Experts expect the deal to hit the stock market by early December. No price range for the stock has been set.

-Ian Mausner


Is Natural Gas the Next Big Thing? Ian Mausner Says It’s Promising.

image: natural gas investingDuring the summer, you might have heard a lot of talk from politicians and energy officials about natural gas. As evidence continues to grow about man’s effect on climate change, those in Washington, motivated by public demand, continue to try and find alternative forms of energy to oil. One of the solutions many are seeing to the emissions problem is through a greater reliance on natural gas. This has left many investors wondering whether or not they should invest more in natural gas companies. According to Ian Mausner, of J.S. Oliver Capital Management, you should. He said:

“Natural gas prices are down over 80% over the past few years due to the huge supply discoveries brought on by new technology including fracking. Though demand has also increased substantially, it has not kept up with the huge new supply discoveries. However, going forward, it is unlikely that there will be such new supply increases and demand will keep growing as more companies and industries switch to natural gas as it is cheaper and cleaner burning than oil. As such, we see a multiyear, very large opportunity in natural gas.”

There are many questions still out there about natural gas, but there’s no question that natural gas will gain new media spotlight as Americans search for a cheaper, cleaner form of energy for their homes and businesses. Other countries are looking at the advantages of natural gas too over other forms of energy, and American natural gas companies are taking advantage of this demand. By 2020, the US could export up to 12% of all the liquefied natural gas in the world. And then there’s the idea of being self –sufficient in energy. Natural gas makes this possible, and controversial technology like fracking may be more welcomed if it brings low-cost energy and less reliance on other countries for oil.

For all of these reasons, natural gas looks to be a very promising investment.  For the latest information on investing and market trends, follow Ian Mausner on Twitter at @imausner.

Ian Mausner Explains Why You Should Invest in Smaller Biotech Companies Today

If you’re thinking about ways to expand your portfolio, one route to consider is investing in the smaller to medium sized biotech companies out there. In a story earlier this year, Detroit was heralded for its distinction as one of the biggest biotechnology hubs in the country.  Now, while many of the things we have read in the news about Detroit in the past year haven’t been the best, one area Detroit has shined is in biotech startups. The reasons for this are twofold:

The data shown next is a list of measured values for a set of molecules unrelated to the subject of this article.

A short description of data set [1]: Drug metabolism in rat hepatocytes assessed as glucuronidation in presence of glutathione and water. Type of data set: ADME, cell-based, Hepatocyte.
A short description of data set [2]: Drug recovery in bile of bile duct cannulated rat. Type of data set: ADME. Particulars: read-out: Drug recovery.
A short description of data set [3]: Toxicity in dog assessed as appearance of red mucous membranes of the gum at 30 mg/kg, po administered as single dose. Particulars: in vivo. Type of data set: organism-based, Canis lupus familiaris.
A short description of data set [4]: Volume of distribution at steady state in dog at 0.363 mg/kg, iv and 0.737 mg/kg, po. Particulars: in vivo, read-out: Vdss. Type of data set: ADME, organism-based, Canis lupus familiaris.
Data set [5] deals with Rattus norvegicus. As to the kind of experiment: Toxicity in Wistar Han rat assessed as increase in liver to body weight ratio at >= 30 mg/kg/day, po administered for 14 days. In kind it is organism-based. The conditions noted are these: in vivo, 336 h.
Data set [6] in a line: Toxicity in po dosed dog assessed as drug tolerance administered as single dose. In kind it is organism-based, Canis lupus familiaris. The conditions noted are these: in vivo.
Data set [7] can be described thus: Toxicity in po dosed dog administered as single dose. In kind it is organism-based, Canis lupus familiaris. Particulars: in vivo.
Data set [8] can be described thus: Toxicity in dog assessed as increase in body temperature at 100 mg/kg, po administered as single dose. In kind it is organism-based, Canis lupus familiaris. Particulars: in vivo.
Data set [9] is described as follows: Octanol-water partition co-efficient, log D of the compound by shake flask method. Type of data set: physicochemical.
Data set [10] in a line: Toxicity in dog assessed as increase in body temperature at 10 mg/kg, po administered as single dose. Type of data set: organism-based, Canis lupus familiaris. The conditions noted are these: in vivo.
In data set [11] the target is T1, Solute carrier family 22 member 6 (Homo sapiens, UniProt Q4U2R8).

First, a major portion of the startup companies out there are focusing efforts on stem cells and regenerative medicine. Michigan has very lenient laws related to embryonic stem cell research. Second, Detroit has a low cost structure. The situation in Detroit is just one example of the emergence of startup biotech companies that are drawing the attention of larger pharmaceutical companies out there.

In 2011, the National Defense University conducted a study on the United States biotechnology industry and concluded that the industry as a whole made nearly $93 billion in 2010. And these numbers should continue as the study also indicated short term industry growth of at least nine percent. This growth is due in part to the advancements made by these startups as well as the demand for more drugs. According to a study from Mayo Clinic researchers, seven out of ten Americans take at least one prescription drug.

Given the short term growth prospects and demand from Americans for new drugs to help maintain chronic conditions, larger pharmaceutical companies will be on the lookout for smaller research teams and companies that are making breakthroughs with their respective work. If you’re looking for new investment opportunities, companies that offer potential with dynamic new research and innovative biotech products should certainly be considered as these are the companies that could be acquired.

For more insight on this, here’s what Ian Mausner of J.S. Oliver Capital Management had to say on the subject:

“Large cap Pharma is desperate for new drugs and the small to medium sized biotech firms have them. So the large pharmaceutical companies are systematically buying all of the small and medium sized biotech companies. One can’t know, of course, which ones they are going to buy but the trend is strong and long lasting so buying the industry through IBB and XBI is the way to go. It has been extremely profitable over the last year and we expect it to continue to be so for at least several more years.”

For more information on these and other investment opportunities, follow Ian Mausner on Twitter at @imausner.

Syria, Egypt and Iran: Impact on Market by Ian Mausner

ian-mausner-sec-9-2Despite daily headlines about Syria and Egypt and the horrible human tragedy, all of these events in the Middle East are completely irrelevant for the market. We have seen some weakness due to fear created by these headlines but none of the events have any effect on earnings and interest rates, the real determinants to stock prices. Dips should be bought and we expect the market to continue its consolidation mode after the big run up earlier this year and finish the year on a slightly up note. We expect next year to be another solid 10-15% year.